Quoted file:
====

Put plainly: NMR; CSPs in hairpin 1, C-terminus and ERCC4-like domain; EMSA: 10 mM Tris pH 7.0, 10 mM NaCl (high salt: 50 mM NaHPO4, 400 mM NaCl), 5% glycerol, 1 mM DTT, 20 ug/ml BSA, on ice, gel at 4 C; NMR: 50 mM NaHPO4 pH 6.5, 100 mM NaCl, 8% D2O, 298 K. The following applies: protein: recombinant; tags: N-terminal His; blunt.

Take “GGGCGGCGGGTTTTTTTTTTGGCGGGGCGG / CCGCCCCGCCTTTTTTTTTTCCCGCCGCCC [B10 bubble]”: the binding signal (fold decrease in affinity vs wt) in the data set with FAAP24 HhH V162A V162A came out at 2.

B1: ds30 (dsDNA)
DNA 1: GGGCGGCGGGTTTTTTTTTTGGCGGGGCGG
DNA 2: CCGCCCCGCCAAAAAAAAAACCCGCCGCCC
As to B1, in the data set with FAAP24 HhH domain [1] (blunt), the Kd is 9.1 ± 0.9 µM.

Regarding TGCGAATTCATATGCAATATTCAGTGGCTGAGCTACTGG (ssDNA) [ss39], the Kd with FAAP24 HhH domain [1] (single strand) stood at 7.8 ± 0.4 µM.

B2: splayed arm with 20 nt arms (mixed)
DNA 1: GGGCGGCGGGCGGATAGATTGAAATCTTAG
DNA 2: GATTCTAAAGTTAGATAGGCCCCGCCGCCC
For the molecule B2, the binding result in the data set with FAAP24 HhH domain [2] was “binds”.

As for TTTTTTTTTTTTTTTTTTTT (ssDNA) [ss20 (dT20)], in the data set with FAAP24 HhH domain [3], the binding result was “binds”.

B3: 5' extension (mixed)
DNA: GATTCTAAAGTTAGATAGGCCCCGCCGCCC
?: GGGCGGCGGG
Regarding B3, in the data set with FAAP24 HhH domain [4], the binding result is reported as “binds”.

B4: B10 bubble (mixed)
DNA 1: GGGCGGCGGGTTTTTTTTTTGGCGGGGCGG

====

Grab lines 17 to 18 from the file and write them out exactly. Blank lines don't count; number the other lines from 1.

B4: B10 bubble (mixed)
DNA 1: GGGCGGCGGGTTTTTTTTTTGGCGGGGCGG